Feb 7, 2024Keep an Eye Out for Corn Earworm in Spring Head LettuceTo contact John Palumbo go to: jpalumbo@ag.Arizona.edu
As the lettuce plants start to grow and get bigger in the field, you might start seeing the symptoms of bacterial soft rot. Though it rarely takes down the whole field, the symptom are not so pleasant. Bacterial soft rot in lettuce can occur in the field as well as post harvest.
It is caused by several types of bacteria, but primarily subspecies and pathovars of Erwinia caro-tovora and E. chrysanthemi. Other bacterial species that cause soft rot include Pseudomonas cichorii, P. marginalis, and P. viridiflava. They have a wide host range host range and includes genera from nearly all plant families
In lettuce fields, the symptoms are observed close to the harvest time. The tissue, mostly around inside the head of head lettuce softens and becomes mushy or watery. Slimy masses of bacteria and cellular debris frequently ooze out from cracks in the tissues. Decaying tissue, which may be opaque, white, cream-colored, gray, brown, or black frequently gives off a characteristically putrid odor. The odor is caused by secondary invading bacteria that are growing in the decomposing tissues.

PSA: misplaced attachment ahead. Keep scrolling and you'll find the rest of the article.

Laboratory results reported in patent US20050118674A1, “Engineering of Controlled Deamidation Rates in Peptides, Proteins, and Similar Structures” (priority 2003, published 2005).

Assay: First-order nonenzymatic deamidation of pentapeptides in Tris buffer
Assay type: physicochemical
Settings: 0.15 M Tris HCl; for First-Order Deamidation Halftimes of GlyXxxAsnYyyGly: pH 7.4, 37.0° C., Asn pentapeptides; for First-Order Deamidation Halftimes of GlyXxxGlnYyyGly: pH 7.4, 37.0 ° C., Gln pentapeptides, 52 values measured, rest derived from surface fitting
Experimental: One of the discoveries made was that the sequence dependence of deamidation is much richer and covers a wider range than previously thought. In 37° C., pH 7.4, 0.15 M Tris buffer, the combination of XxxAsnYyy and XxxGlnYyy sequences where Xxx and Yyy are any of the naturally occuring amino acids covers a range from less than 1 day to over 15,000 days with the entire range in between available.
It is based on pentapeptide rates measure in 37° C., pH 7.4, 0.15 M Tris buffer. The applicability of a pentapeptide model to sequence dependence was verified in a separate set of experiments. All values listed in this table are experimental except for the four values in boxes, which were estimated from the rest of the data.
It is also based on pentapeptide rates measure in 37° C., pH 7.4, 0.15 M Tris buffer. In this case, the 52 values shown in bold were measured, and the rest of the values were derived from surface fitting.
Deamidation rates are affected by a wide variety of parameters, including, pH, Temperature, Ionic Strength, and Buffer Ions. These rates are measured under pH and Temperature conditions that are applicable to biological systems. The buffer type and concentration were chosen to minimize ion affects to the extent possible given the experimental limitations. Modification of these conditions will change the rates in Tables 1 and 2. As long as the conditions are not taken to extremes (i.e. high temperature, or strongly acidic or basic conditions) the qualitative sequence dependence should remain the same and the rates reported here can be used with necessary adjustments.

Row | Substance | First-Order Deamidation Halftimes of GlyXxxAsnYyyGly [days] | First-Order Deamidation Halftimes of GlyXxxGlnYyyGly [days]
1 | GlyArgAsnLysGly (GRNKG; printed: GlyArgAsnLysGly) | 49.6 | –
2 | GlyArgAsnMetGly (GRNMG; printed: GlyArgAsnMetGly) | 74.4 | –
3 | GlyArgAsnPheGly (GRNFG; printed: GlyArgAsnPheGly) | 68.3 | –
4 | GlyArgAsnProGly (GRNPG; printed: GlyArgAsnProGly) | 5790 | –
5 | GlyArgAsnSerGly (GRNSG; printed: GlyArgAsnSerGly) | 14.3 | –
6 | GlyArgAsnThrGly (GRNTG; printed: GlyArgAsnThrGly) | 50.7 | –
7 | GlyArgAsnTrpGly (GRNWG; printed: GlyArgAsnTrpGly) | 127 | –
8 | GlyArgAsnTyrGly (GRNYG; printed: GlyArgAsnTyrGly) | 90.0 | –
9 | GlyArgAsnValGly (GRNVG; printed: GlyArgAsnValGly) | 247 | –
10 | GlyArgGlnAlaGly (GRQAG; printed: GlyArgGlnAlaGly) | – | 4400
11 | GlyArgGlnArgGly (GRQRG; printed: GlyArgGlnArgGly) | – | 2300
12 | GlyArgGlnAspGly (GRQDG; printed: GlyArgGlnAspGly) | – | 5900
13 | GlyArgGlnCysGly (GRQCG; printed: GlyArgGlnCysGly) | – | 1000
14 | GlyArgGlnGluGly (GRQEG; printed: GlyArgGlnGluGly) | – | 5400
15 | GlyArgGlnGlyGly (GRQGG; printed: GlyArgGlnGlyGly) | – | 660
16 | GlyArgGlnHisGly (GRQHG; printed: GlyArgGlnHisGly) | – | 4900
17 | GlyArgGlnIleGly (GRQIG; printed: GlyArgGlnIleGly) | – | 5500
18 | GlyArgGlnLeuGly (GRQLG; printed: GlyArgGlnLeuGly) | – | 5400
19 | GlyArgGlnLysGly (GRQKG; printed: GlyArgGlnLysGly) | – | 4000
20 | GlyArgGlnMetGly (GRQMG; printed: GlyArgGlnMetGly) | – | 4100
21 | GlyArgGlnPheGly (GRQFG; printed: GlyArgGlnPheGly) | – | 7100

The bacteria overwinter in infected fleshy tissues in storage, in the field, garden or greenhouse, in the soil (especially in the rhizosphere around the roots of many plants), and on contaminated tools, equipment, containers, and in certain insects. The bacteria enter primarily through wounds made during planting, cultivating, harvesting, grading, and packing and through freezing injuries, insect and hail wounds, growth cracks, and sunscald. They may also follow other disease-producing organisms. Uninjured tissues may become infected when the humidity approaches 100 percent or when free moisture is present. Rains, poorly drained or waterlogged soils, and warm temperatures favor infection in the field, as does high humidity in storage or transit.
The bacteria multiply rapidly by dividing in half every 20 to 60 minutes under ideal conditions at temperatures between 65° and 95° (18° and 35°C). Minimum temperatures for development is between 35° and 46°F (2° and 6°C); and maximum between 95° and 105°F (35° and 41°C.
The bacteria are spread by direct contact, hands, tools and farm machinery, insects, running or splashing water, contaminated, water in washing vats, clothing, and decayed bits of tissue.
Promptly and carefully destroy infected plants. Maintain well aerated field, avoid close planting and overhead irrigation.
To minimize post harvest losses, avoid mechanical injusry after harvest, packing and shipping. Do not pack produce when wet. Store and ship produce at temperatures near 4°C (39°F).